Skip to Content

FDA Approves Higher-Dose Naloxone Hydrochloride Nasal Spray

MONDAY, May 3, 2021 -- The U.S. Food and Drug Administration approved use of a higher dose of naloxone hydrochloride nasal spray for treating opioid overdose, the agency announced Friday.

The newly approved dose of 8 mg provides an additional option to the 2-mg and 4-mg doses already approved for use.

In a statement, the FDA said this decision follows other steps the agency has taken to improve naloxone product availability, including the requirement that drug manufacturers for all opioid pain relievers and medicines to treat opioid use disorder add recommendations about naloxone to prescribing information and the extension of the shelf life of naloxone nasal spray from two to three years.

Naloxone may cause opioid withdrawal in patients who are opioid-dependent. Withdrawal symptoms include body aches, diarrhea, tachycardia, fever, runny nose, sneezing, piloerection, sweating, yawning, nausea or vomiting, nervousness, restlessness or irritability, shivering or trembling, abdominal cramps, weakness, and increased blood pressure.

"By approving a higher dose of naloxone hydrochloride nasal spray product to treat opioid overdose, the FDA is making sure the overdose-reversing drug is potent enough to counteract the increasingly lethal and illicitly manufactured fentanyl and fentanyl analogs," Patrice Harris, M.D., chair of the American Medical Association Opioid Task Force, said in a statement. "Now, we must make sure that the new version of naloxone is placed on the lowest cost-sharing tier with low or no cost-sharing and also available in pharmacies. Communities are looking for tools to respond to the epidemic of drug overdoses, and the FDA action today adds a powerful one."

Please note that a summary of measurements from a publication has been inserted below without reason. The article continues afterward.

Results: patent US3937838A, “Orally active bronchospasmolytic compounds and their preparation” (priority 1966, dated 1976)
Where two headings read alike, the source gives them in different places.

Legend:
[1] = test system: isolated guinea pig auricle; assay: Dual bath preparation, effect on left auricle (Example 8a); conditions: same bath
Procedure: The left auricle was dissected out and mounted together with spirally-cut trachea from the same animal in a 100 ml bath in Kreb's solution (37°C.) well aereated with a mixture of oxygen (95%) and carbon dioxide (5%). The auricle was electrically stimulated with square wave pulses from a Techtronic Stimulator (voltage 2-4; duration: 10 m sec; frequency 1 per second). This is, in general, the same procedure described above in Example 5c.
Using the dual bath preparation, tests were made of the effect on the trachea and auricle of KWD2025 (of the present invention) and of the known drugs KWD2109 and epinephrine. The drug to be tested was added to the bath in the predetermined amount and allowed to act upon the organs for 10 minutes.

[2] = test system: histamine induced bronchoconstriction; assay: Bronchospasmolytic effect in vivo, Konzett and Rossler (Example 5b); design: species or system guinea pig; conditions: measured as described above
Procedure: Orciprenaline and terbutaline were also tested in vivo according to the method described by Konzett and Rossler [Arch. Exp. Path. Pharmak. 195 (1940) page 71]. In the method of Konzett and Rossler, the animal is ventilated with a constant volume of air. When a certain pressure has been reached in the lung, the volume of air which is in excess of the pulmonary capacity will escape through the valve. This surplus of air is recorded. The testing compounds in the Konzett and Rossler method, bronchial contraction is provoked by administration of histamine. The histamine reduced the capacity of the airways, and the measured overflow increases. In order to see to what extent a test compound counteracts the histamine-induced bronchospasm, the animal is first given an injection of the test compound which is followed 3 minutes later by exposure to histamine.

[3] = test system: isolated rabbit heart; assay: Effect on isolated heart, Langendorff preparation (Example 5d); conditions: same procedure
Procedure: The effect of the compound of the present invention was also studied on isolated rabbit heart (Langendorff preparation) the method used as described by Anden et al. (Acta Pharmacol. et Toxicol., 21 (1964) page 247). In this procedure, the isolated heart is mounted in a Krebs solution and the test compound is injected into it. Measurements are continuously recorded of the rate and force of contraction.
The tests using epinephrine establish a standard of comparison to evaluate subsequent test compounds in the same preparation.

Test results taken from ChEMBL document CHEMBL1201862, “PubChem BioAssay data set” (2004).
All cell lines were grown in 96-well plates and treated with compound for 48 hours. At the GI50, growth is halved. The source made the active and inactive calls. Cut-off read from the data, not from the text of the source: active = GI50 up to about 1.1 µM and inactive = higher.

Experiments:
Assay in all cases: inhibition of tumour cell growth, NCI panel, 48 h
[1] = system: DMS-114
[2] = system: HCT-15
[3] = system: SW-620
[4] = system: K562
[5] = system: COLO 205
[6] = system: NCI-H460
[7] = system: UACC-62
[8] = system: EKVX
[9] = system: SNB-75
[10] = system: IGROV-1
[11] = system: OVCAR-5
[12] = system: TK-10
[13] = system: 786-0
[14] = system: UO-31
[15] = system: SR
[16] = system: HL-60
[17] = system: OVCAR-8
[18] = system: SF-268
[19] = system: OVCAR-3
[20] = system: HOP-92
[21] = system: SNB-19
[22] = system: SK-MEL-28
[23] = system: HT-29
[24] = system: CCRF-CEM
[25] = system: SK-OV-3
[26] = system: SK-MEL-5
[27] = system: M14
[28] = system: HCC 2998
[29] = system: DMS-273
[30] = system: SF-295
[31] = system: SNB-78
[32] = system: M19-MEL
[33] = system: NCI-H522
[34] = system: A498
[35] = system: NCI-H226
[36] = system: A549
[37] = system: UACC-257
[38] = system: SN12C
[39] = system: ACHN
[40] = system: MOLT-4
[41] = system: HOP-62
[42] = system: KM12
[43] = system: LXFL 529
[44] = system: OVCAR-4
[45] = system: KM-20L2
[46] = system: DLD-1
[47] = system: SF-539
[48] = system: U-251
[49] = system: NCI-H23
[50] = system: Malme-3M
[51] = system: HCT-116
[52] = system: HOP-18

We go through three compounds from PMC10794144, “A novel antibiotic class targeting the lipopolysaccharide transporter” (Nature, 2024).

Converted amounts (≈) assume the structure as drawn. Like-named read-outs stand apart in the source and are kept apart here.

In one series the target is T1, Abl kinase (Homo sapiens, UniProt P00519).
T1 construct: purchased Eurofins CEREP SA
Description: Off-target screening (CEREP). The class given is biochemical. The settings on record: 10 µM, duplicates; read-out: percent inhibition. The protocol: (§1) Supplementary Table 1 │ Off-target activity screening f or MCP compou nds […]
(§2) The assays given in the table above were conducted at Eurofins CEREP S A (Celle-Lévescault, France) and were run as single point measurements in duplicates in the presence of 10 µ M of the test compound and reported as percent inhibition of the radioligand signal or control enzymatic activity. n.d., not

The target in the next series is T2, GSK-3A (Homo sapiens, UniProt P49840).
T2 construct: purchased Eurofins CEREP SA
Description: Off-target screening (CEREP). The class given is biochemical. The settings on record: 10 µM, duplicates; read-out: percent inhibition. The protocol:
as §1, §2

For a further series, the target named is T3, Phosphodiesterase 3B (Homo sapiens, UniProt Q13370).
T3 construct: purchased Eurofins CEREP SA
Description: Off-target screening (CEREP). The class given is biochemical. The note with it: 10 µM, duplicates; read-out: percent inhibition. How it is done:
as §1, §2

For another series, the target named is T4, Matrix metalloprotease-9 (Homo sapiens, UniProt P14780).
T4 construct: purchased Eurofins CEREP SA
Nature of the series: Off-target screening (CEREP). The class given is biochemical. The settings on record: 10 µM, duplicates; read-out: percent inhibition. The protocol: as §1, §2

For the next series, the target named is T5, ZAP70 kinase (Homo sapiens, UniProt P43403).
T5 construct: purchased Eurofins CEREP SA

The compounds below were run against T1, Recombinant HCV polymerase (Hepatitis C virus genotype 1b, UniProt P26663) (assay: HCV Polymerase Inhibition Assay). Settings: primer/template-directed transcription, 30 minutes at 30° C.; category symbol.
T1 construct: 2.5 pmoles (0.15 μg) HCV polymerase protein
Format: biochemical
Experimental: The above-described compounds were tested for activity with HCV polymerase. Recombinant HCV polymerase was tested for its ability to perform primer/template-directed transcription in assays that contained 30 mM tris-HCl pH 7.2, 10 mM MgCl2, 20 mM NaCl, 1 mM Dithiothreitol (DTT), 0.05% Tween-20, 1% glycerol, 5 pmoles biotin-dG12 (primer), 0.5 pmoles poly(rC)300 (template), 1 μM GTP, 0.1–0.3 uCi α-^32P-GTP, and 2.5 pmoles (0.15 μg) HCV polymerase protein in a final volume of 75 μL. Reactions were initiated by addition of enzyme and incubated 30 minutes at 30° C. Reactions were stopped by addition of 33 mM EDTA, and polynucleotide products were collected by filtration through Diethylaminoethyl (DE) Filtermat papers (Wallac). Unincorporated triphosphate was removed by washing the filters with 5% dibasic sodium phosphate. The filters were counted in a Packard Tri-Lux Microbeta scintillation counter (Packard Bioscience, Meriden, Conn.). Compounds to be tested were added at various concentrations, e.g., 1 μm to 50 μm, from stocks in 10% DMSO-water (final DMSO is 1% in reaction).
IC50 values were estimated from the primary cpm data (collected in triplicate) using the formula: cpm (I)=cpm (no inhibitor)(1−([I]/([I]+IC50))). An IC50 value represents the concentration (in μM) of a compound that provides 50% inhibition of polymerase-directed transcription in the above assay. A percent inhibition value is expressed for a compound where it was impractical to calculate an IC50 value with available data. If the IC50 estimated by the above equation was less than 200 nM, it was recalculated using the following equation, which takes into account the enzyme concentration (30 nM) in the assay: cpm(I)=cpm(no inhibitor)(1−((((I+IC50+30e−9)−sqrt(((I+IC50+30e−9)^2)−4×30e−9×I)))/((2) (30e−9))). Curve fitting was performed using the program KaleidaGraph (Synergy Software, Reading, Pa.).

Approval was granted to Hikma Pharmaceuticals through the 505(b)(2) approval pathway under the Federal Food, Drug, and Cosmetic Act.

More Information

AMA Statement

© 2021 HealthDay. All rights reserved.

Read this next

Factors ID'd Putting Youth on High-Risk Trajectory After First Opioid Rx

THURSDAY, May 6, 2021 -- High- and low-risk trajectories are identifiable for youth following their first opioid prescription, according to a study published online April 22 in...

Supply Steady for Existing Patients Receiving Opioids During COVID-19

FRIDAY, April 30, 2021 -- Existing patients receiving opioid analgesics and buprenorphine for opioid use disorder have continued to receive medications during the COVID-19...

Younger Age at First Drug Use Tied to Faster Transition to Substance Use Disorder

FRIDAY, April 23, 2021 -- Younger age at drug initiation is associated with a faster transition to substance use disorder (SUD), according to a research letter published online...

More News Resources

Subscribe to our Newsletter

Whatever your topic of interest, subscribe to our newsletters to get the best of Drugs.com in your inbox.